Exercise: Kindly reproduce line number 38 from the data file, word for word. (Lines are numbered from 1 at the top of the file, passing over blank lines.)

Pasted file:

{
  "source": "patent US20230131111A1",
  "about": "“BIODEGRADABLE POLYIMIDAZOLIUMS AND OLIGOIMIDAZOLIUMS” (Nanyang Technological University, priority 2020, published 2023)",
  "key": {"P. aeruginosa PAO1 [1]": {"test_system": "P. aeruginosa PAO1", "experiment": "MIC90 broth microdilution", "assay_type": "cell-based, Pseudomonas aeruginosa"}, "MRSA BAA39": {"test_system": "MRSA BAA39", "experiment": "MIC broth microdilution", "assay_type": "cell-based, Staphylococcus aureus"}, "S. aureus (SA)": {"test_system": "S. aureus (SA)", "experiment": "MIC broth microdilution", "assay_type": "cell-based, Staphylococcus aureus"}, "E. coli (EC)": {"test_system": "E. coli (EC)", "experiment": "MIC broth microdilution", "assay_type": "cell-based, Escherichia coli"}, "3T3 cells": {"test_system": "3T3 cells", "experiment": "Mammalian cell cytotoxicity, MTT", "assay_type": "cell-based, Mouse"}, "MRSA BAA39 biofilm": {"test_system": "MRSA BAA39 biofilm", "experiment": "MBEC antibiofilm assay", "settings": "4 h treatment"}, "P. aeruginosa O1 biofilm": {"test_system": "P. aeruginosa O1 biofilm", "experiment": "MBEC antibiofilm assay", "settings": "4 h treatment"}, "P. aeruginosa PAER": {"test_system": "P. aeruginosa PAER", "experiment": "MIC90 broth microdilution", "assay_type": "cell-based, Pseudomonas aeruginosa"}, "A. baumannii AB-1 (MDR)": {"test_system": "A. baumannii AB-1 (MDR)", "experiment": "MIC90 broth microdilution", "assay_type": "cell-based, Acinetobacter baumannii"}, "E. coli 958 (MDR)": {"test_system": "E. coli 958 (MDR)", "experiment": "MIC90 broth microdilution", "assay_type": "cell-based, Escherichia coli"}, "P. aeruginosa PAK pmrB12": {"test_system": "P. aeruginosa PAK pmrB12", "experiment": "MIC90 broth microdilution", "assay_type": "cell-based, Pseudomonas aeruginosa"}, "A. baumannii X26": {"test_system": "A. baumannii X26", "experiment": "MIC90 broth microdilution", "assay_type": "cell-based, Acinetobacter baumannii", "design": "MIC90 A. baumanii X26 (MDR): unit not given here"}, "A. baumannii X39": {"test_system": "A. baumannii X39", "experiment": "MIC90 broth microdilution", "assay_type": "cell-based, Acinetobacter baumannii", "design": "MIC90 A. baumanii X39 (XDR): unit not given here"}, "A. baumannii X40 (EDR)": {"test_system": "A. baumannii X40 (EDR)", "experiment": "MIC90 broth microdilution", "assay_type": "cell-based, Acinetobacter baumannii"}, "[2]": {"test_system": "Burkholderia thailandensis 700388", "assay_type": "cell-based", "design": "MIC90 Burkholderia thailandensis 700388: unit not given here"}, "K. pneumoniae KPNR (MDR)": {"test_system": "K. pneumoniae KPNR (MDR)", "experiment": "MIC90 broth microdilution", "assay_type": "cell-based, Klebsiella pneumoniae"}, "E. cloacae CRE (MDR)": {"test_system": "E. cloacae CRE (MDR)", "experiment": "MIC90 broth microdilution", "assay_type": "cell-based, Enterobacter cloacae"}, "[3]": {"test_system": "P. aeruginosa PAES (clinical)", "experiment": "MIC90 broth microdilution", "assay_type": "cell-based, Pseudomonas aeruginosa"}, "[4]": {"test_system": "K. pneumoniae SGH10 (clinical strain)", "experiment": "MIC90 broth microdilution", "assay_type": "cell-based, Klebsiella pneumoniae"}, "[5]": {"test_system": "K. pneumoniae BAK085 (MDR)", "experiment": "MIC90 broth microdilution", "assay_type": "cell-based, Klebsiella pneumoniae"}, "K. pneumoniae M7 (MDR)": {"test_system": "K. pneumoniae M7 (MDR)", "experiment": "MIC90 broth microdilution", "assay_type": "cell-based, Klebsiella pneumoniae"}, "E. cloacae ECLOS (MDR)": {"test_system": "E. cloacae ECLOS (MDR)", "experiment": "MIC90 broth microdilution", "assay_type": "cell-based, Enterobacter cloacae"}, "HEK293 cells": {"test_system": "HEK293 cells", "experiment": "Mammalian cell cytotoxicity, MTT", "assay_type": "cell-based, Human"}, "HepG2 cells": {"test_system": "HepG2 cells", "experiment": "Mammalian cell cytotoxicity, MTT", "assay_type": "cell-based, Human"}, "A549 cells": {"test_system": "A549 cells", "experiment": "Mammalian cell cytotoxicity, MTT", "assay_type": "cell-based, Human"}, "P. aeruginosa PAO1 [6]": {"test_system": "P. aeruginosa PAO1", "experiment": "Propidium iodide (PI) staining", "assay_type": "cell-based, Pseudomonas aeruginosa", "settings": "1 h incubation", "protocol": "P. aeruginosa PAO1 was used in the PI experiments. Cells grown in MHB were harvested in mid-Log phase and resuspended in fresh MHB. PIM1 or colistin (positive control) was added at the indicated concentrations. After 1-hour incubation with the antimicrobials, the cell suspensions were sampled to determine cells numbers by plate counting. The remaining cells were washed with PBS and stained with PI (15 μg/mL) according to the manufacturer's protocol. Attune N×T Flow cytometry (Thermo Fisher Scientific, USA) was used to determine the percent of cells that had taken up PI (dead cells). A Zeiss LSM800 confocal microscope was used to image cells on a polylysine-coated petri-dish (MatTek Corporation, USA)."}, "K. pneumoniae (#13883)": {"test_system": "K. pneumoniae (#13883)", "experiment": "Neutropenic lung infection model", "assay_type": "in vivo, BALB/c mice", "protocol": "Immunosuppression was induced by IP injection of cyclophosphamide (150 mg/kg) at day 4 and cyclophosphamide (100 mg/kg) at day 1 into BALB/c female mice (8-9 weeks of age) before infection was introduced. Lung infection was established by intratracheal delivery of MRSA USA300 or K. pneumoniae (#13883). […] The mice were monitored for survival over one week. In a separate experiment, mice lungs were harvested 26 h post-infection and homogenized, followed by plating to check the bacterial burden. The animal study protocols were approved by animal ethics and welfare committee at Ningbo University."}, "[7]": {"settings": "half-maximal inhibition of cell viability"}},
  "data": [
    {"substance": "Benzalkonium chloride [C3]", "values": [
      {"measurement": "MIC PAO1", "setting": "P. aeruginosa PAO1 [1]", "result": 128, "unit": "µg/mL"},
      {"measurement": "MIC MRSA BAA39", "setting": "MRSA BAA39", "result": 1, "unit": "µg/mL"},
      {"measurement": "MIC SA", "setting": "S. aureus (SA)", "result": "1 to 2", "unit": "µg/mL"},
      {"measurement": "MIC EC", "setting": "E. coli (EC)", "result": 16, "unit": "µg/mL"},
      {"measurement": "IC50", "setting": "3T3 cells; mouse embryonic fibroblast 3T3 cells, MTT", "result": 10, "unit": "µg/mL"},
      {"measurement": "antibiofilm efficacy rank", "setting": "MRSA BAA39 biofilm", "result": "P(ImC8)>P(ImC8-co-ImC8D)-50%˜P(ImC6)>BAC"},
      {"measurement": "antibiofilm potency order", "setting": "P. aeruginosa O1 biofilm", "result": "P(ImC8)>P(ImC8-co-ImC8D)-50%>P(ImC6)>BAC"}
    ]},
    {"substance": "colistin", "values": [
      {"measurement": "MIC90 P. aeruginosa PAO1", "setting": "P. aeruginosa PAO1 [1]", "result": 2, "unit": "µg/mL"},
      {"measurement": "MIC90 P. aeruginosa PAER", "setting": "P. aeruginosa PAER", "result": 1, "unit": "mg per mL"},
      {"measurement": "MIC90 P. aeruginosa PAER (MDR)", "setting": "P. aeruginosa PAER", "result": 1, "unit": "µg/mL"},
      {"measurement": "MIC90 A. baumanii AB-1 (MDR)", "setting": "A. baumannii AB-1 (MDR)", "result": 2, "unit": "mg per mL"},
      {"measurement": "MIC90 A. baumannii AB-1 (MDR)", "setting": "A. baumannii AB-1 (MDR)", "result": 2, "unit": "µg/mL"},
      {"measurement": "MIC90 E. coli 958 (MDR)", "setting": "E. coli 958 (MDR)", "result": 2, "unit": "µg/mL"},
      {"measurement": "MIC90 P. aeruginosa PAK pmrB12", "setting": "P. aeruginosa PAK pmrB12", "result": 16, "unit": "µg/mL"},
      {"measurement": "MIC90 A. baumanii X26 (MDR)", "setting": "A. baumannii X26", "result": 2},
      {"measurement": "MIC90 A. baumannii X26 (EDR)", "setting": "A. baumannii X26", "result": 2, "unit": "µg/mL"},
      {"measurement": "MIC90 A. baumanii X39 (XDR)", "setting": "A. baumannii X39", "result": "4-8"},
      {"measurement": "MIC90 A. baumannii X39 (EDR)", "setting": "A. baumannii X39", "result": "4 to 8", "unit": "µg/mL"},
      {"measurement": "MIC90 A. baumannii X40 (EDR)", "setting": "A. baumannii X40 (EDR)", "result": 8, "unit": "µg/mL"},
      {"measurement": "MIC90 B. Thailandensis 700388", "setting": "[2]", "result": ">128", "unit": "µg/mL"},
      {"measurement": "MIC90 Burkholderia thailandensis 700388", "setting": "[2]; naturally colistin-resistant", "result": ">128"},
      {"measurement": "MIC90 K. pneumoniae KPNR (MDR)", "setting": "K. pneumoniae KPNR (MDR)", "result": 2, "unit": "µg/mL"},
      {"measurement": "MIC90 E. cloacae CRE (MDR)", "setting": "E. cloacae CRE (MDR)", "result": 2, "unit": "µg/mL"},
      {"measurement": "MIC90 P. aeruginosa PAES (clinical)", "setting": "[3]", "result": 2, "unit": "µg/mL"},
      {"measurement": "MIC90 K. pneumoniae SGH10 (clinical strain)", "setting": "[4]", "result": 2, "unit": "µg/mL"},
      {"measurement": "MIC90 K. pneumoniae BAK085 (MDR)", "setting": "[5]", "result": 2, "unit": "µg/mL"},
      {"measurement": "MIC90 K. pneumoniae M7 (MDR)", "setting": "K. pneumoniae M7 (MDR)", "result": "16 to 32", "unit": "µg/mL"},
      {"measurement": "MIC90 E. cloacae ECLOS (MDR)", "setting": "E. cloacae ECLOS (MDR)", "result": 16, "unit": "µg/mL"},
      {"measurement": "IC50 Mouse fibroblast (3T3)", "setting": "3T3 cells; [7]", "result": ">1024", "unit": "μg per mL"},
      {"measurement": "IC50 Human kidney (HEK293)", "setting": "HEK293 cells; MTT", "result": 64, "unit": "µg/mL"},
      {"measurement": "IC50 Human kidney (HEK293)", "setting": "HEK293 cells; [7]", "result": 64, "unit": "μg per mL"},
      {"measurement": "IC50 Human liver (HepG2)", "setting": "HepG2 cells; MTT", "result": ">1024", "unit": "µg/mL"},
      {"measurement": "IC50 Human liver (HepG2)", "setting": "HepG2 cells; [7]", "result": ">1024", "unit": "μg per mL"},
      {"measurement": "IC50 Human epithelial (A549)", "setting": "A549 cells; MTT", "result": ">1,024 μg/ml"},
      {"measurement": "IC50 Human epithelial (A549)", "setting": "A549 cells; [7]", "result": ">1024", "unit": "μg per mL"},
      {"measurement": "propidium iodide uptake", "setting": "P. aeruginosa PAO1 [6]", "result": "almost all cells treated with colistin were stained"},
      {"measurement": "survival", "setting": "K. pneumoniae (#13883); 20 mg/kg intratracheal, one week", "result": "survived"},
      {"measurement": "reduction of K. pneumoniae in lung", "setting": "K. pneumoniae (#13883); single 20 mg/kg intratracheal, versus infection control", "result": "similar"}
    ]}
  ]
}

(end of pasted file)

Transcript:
      {"measurement": "IC50 Human kidney (HEK293)", "setting": "HEK293 cells; MTT", "result": 64, "unit": "µg/mL"},